Sustainability Problem: Lack of access to a clean supply of water and sanitation is still a major issue facing approximately 63 million people to this day, according to the World Health Organization (WHO). Of this amount, most are concentrated in the Sub-Saharan Africa, South and Southeast Asian regions. This issue increases the likelihood of transmitting water-borne diseases, which leads to a large number of infant deaths every year. The Life Sack addresses Goal #6 of the Sustainable Development Goals (SDGs), which is to “ensure access to water and sanitation for all” by 2030, fostering better access to clean water sources.
Technology: Life Sack is a water purification device in the form of a container that attaches as a backpack. The idea of the sack is that it could serve as both method of transporting grains and other food staples, and then be used as a solar water purification kit once the food has been received. Charities commonly donate grains and staples in sacks – so the Life Sack essentially serves a similar function, but has the additional function as a water purification kit.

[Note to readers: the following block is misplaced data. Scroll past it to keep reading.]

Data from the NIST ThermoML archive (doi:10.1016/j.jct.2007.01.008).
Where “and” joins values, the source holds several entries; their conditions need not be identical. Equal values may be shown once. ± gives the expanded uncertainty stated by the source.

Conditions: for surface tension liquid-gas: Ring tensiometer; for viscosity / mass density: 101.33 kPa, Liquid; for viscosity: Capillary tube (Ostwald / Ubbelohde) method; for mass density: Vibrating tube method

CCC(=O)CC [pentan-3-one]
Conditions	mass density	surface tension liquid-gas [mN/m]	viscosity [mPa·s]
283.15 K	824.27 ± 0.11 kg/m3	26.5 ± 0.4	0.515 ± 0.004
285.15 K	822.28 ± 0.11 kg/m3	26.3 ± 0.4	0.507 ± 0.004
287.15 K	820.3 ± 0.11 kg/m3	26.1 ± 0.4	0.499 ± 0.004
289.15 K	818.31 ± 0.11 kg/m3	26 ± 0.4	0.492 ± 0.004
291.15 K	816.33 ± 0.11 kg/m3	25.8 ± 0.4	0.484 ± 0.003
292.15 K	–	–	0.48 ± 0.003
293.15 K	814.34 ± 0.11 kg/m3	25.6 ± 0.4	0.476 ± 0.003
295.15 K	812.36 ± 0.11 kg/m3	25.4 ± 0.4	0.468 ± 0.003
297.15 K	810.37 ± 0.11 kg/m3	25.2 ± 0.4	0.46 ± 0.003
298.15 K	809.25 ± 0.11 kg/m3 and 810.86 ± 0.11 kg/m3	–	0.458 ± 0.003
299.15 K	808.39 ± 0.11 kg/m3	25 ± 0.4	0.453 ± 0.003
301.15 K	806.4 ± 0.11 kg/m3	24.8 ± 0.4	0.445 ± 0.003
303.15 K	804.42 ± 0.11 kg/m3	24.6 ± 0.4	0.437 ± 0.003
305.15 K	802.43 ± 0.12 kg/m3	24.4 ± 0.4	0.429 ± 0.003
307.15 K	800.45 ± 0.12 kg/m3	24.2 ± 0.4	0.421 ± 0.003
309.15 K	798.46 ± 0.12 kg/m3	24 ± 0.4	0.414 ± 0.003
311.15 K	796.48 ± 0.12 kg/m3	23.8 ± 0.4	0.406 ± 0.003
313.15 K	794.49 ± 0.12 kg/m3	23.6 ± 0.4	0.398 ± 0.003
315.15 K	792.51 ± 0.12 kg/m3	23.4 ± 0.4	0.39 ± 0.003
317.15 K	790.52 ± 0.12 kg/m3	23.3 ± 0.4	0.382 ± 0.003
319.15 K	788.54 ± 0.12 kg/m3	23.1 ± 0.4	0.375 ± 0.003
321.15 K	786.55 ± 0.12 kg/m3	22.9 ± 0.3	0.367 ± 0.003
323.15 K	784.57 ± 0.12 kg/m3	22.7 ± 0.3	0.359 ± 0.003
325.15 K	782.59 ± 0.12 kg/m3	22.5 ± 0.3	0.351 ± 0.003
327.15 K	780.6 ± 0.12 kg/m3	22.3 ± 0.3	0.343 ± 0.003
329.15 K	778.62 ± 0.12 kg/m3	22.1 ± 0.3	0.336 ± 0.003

The technology used to filter water is known as SODIS (Solar Water Disinfection Process), which uses UV-A radiation together with the built in thermal treatment process to kill bacteria and microorganisms found in water.
- Local communities
- Non-Governmental Organizations (NGOs)
- Local governments
- Share technology with local communities in regions with poor access to clean water
- Collaborate with charities and NGOs already working in the regions to scale-up the use of the technology